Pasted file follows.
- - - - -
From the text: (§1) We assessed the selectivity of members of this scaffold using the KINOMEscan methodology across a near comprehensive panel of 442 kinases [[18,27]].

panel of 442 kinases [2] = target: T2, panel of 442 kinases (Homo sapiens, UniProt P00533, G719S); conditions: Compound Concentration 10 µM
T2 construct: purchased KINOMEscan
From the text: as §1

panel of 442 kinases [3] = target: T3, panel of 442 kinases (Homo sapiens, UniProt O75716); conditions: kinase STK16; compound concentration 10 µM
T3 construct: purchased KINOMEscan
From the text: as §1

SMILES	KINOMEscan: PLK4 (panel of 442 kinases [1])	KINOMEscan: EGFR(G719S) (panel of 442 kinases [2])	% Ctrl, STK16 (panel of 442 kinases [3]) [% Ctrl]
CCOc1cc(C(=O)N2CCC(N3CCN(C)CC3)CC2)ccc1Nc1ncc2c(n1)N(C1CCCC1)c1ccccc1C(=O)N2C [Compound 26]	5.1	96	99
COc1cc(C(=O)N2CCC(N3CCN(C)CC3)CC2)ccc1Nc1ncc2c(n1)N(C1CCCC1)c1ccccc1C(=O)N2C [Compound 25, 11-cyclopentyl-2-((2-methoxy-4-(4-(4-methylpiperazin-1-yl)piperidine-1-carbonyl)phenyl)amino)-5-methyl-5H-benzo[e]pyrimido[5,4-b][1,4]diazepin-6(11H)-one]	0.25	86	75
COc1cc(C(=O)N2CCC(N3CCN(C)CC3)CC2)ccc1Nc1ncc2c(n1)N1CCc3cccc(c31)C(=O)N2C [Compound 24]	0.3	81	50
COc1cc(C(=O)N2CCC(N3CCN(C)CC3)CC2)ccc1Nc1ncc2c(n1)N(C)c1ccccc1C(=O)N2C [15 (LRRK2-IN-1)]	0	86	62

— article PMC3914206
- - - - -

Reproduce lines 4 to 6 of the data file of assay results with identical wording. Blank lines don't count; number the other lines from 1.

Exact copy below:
From the text: as §1

panel of 442 kinases [3] = target: T3, panel of 442 kinases (Homo sapiens, UniProt O75716); conditions: kinase STK16; compound concentration 10 µM
T3 construct: purchased KINOMEscan